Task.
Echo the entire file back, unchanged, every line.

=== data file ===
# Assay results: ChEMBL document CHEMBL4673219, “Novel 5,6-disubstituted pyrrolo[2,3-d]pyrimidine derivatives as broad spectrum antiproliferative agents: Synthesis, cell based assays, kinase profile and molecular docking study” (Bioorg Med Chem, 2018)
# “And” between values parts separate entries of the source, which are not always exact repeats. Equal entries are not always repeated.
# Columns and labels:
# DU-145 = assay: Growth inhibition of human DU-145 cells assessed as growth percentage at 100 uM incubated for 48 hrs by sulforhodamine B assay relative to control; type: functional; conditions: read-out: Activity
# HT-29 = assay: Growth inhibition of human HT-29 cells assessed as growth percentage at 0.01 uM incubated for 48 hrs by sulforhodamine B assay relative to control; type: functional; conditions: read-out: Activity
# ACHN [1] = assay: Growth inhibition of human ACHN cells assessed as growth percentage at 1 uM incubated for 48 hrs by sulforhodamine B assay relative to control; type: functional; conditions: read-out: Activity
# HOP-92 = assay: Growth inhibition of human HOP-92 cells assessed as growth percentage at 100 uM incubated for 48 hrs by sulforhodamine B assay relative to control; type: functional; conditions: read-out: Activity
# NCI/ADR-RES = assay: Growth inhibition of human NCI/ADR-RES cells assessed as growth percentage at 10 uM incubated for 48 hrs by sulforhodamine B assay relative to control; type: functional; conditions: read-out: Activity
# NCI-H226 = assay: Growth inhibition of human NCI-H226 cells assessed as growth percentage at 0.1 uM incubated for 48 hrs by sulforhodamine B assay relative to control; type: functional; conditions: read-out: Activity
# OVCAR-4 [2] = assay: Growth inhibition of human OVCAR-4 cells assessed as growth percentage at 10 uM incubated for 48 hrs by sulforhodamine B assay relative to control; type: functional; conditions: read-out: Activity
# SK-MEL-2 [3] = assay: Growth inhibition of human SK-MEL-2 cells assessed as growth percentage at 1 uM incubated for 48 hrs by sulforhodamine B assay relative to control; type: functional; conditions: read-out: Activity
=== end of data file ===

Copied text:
# Assay results: ChEMBL document CHEMBL4673219, “Novel 5,6-disubstituted pyrrolo[2,3-d]pyrimidine derivatives as broad spectrum antiproliferative agents: Synthesis, cell based assays, kinase profile and molecular docking study” (Bioorg Med Chem, 2018)
# “And” between values parts separate entries of the source, which are not always exact repeats. Equal entries are not always repeated.
# Columns and labels:
# DU-145 = assay: Growth inhibition of human DU-145 cells assessed as growth percentage at 100 uM incubated for 48 hrs by sulforhodamine B assay relative to control; type: functional; conditions: read-out: Activity
# HT-29 = assay: Growth inhibition of human HT-29 cells assessed as growth percentage at 0.01 uM incubated for 48 hrs by sulforhodamine B assay relative to control; type: functional; conditions: read-out: Activity
# ACHN [1] = assay: Growth inhibition of human ACHN cells assessed as growth percentage at 1 uM incubated for 48 hrs by sulforhodamine B assay relative to control; type: functional; conditions: read-out: Activity
# HOP-92 = assay: Growth inhibition of human HOP-92 cells assessed as growth percentage at 100 uM incubated for 48 hrs by sulforhodamine B assay relative to control; type: functional; conditions: read-out: Activity
# NCI/ADR-RES = assay: Growth inhibition of human NCI/ADR-RES cells assessed as growth percentage at 10 uM incubated for 48 hrs by sulforhodamine B assay relative to control; type: functional; conditions: read-out: Activity
# NCI-H226 = assay: Growth inhibition of human NCI-H226 cells assessed as growth percentage at 0.1 uM incubated for 48 hrs by sulforhodamine B assay relative to control; type: functional; conditions: read-out: Activity
# OVCAR-4 [2] = assay: Growth inhibition of human OVCAR-4 cells assessed as growth percentage at 10 uM incubated for 48 hrs by sulforhodamine B assay relative to control; type: functional; conditions: read-out: Activity
# SK-MEL-2 [3] = assay: Growth inhibition of human SK-MEL-2 cells assessed as growth percentage at 1 uM incubated for 48 hrs by sulforhodamine B assay relative to control; type: functional; conditions: read-out: Activity